Do you love poetry? Do you love photography? Or both? The Academy of American Poets is sponsoring the Free Verse Project. Here is the scoop!
Inspired by the 2009 National Poetry Month Poster which features lines by T. S. Eliot written in a fogged window, the Academy of American Poets invites you to capture and share verse in ephemeral ways.
Recreate a favorite poem off the page and contribute it to the Free Verse project. Write lines on a sandy beach, assemble twigs on a hillside, or chalk the sidewalk. Take a photo before it disappears and post it in the Free Verse group page on Flickr, on the Academy’s Fan Page on Facebook, or email your photo to firstname.lastname@example.org. Include the source of your lines in the photo caption. All photos posted by April 15 will be automatically entered to win the new Poem in Your Pocket anthology and a commemorative piece of jewelry by San Francisco designer Jeanine Payer, who specializes in hand-engraving lines of poetry on earrings, necklaces, and other items. Selected entries will also be featured on Poets.org.
For more information, please visit the Free Verse Project Page hosted by the Academy of American Poets at Poets.org.
National Poetry Month Celebrations
Originally uploaded by theunquietlibrarian
Here is a cool mosaic I made using fd’s Flickr Toys at http://bighugelabs.com/flickr/ . I chose the mosaic option and pulled photos relating to National Poetry Month 2008.
I am proud to say one of our photos, The Unquiet Library, is a member of the “Poem In Your Pocket” photo pool!
I came across two items this morning that you might enjoy if you are into history, stories, or archives.
First, I stumbled across this wonderful Flickr collection entitled “Mom’s World” by Joey Harrison. This collection chronicles his mother’s recollections (she provides most of the narratives) and photos of life in Grand Rapids, Michigan between the late 1940s —2007. If you want to hear first-hand accounts of life from this time period, you must check out the photos and narratives…his mother is sharp as a tack! What a wonderful way to preserve history for your family and the general public! Fascinating stories, amazing photography—definitely something you will enjoy.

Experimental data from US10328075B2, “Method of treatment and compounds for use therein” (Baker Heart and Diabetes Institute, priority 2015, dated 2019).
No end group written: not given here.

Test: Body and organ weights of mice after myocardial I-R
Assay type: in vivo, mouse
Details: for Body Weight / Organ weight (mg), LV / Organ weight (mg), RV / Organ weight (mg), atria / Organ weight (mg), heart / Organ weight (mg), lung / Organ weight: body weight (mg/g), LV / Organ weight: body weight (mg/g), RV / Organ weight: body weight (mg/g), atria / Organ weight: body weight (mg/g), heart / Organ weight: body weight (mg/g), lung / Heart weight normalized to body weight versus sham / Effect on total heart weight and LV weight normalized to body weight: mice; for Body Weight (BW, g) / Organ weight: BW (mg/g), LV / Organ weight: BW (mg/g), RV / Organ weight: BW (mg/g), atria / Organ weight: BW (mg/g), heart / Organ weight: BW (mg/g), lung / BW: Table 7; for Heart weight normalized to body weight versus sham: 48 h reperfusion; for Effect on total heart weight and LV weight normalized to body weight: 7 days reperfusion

Secondly, the Atlanta Journal Constitution ran this story this morning about a historical collection of rare newspapers donated by Nell McGruder to the Atlanta History Center. If you are interested in north Georgia history (particularly Cherokee County), this is a great story! I only wish the Atlanta History Center had the money to digitize and upload the images of these rare newspapers to Flickr a la Library of Congress! Perhaps they may eventually go to the Georgia Archives?
While reading The English Patient in 2004 for a course with Dr. Mark Faust at UGA, Dr. Faust wisely observed that history is really a series of stories and accounts, not necessarily objective facts that are black and white. I think primary sources such as these affirm that view. It makes me a little sad to think that I never perceived “history” as story until I was a graduate student! I think more people might take a interest in history and its study if they thought of it as story rather than a series of disconnected facts.
I hope you enjoy these resources! Let me know what you think!